World’s First Wave Pool Returns to its Roots

Did you know the Valley is home to the world’s first wave pool? “Waikiki Beach” at Big Surf Waterpark in Tempe has welcomed desert beach bums for more than four decades.Today, it remains the third largest wave pool worldwide, containing some 2.5 million gallons of water.

Big Surf

Big Surf, 1970s. Courtesy of Big Surf.

An Idea is Born

The wave pool is the brainchild of Phoenix construction engineer Phillip Dexter. Fascinated by surfers he saw on TV during the 60s, Dexter envisioned a surfing destination right here in the Valley of the Sun. Ironically, Dexter wasn’t a good surfer himself. Prior to embarking on this project, he had only seen the ocean a handful of times. First when deployed on a pocket carrier during World War II, the second in 1965 when serving a small stint as a construction engineer in California.

Despite his faulty sea legs, Dexter was committed to bringing the lifestyle to the barren desert. He started experimenting with wave making in his backyard. Then with the help of local investors in 1967, Dexter transitioned his small-scale science project to a wave-making laboratory in an old pool hall. Once he mastered making bigger waves, he sought bigger financial backing, eventually attracting corporate hair giant Clairol. Soon thereafter, Big Surf was born, opening its doors in 1969.

Big Surf, 1980s. Courtesy of Big Surf.

Big Surf, 1980s. Courtesy of Big Surf.

Clairol got cold feet following a few operational kinks in the early days, and in 1971, the park was bought out by Inland Oceans, LLC, which continues to operate the park to this day.

Surfers Welcome

Big Surf flourished as a desert surfing destination throughout the 70s (pictured top) and 80s (pictured center). Sea lovers of all ages and abilities flocked to the oasis, and it quickly carved its niche in American pop culture. In 1976, a band called The Sunshine Factory even produced a song about the park called Big Surf Feelin’.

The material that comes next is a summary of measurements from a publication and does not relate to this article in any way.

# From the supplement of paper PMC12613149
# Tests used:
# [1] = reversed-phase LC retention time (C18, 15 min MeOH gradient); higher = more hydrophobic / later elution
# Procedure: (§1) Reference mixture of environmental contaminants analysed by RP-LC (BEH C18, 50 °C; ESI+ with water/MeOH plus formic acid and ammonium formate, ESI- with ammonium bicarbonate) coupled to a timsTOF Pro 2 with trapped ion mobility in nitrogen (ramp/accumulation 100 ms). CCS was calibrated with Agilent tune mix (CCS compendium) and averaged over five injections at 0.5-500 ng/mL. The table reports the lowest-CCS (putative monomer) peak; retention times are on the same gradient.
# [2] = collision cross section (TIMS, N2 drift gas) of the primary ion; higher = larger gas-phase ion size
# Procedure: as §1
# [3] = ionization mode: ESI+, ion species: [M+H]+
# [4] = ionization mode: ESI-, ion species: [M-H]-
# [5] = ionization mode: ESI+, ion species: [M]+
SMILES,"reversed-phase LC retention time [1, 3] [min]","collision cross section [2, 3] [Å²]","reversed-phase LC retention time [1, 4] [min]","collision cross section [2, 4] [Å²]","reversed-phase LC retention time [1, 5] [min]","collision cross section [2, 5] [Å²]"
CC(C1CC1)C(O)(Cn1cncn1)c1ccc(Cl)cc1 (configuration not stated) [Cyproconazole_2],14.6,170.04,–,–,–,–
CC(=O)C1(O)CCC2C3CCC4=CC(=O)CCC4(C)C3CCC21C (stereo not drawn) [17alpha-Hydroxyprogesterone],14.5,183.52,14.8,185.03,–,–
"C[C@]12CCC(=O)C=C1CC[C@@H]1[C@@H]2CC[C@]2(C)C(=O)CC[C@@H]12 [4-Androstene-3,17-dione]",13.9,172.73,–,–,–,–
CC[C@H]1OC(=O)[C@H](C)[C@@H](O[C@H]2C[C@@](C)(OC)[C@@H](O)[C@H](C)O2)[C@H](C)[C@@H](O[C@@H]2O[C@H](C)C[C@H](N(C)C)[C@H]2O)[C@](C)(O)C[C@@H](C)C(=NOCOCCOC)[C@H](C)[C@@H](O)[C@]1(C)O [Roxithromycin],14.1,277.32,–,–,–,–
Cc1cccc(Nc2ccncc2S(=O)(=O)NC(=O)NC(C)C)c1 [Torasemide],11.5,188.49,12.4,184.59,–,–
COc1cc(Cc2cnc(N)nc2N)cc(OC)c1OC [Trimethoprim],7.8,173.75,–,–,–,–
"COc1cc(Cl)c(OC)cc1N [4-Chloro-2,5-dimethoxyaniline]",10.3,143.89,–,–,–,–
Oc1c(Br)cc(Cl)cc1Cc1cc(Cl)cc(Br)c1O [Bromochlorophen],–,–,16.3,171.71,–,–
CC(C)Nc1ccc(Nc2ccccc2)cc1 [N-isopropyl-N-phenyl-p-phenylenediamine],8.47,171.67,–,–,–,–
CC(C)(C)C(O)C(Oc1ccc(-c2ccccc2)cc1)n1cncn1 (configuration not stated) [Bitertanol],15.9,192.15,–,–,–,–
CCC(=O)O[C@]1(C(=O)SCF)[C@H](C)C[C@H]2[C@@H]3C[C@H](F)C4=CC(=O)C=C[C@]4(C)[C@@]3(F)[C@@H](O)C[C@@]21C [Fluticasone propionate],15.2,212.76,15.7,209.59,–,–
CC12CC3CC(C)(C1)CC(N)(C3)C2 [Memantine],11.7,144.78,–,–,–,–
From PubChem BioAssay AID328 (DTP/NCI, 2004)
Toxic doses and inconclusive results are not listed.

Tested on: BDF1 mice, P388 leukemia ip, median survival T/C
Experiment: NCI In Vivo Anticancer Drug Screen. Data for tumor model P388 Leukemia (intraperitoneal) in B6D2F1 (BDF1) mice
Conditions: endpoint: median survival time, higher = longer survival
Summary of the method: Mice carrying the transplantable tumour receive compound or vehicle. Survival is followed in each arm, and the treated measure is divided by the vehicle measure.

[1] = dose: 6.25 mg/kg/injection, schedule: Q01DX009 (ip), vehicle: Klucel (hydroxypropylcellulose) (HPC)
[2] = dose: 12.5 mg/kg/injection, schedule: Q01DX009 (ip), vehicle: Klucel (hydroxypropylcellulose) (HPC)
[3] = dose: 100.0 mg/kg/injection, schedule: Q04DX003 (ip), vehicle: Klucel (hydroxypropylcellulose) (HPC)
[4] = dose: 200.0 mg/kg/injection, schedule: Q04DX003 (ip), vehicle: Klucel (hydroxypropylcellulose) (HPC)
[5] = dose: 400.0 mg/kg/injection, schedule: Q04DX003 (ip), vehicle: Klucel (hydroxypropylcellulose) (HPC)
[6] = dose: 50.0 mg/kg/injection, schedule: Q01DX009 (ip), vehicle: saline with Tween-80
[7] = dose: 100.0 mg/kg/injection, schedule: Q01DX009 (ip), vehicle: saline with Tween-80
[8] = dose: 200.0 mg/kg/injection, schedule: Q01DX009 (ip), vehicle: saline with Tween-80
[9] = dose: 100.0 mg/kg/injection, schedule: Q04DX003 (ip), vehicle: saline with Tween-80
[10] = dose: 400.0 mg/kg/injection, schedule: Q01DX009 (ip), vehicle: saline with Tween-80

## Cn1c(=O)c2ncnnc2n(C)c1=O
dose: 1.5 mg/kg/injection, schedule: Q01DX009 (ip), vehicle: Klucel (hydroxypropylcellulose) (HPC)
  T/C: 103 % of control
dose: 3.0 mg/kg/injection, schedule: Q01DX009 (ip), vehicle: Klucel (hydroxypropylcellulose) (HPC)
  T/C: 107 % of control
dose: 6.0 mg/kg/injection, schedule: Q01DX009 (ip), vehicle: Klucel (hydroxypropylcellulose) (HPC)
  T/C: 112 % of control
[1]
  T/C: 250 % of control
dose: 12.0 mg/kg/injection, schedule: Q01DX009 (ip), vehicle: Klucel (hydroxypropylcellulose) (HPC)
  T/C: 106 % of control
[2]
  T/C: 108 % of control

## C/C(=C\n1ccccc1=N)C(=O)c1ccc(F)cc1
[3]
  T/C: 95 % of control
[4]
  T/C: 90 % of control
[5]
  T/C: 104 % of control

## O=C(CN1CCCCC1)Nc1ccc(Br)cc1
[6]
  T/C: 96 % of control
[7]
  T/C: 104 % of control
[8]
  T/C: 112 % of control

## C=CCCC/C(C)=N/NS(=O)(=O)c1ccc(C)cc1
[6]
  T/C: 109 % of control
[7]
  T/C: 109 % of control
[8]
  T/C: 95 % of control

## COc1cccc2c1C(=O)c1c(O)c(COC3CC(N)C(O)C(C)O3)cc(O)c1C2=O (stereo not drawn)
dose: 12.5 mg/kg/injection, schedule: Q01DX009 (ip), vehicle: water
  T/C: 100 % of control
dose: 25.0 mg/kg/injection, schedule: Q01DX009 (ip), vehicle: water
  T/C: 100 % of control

In the early 90s, new park managers put the brakes on surfing because of logistical issues, said Big Surf spokesman Jeff Golner. Nonetheless, the wave park continued to draw families, and new attractions were constructed such as the Kilauea Cove Slides, which were purchased from the Circus Circus Casino and Hotel in Las Vegas for a mere dollar.

Kilauea Cove Slides at Big Surf

Kilauea Cove Slides at Big Surf were purchased for $1. Courtesy of Big Surf.

Now, Big Surf is attempting to reclaim some of its early glory. Starting today, the wave pool will be adjusted for surfing sessions from 5:30 to 6 p.m. (daily sessions start May 27). During this time, the normal 3-foot wave will climb to 5 feet. If turnout is big enough, the park will consider adding a morning surfing session as well.

“We really want to revive the water park’s early glory days,” said Golner. “We feel there is an audience for surfing, and we want new generations to experience this iconic park. There’s no other place like it. The history and amenities can’t be found anywhere else.”

Will you be hitting the Big Surf waves this summer? Did you visit the park in its early days? What was it like? Please leave us a comment. If you have pictures of the early days (and wouldn’t mind them being published), please email them to info@arizonaoddities.com.

 

Comments

  1. From 1983 thru 1986 never missed a surf session unless I was out west. Fun times!!

  2. I doubt seriously of Tempe Arizona was home to first baby pool in 1969. Seeing as that Palisades amusement park in New Jersey closed in 1971 and already had the wave pool for many years before 69

  3. After a little further research. Palisades amusement park in New Jersey. from 1898 to 1971. Introduced the world’s largest saltwater wave pool On June 8th 1913!

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  1. […] the first wave pool opened at the Big Surf Waterpark in Tempe, Arizona in 1969 the question has been asked, is surfing in a chlorine infested inland […]

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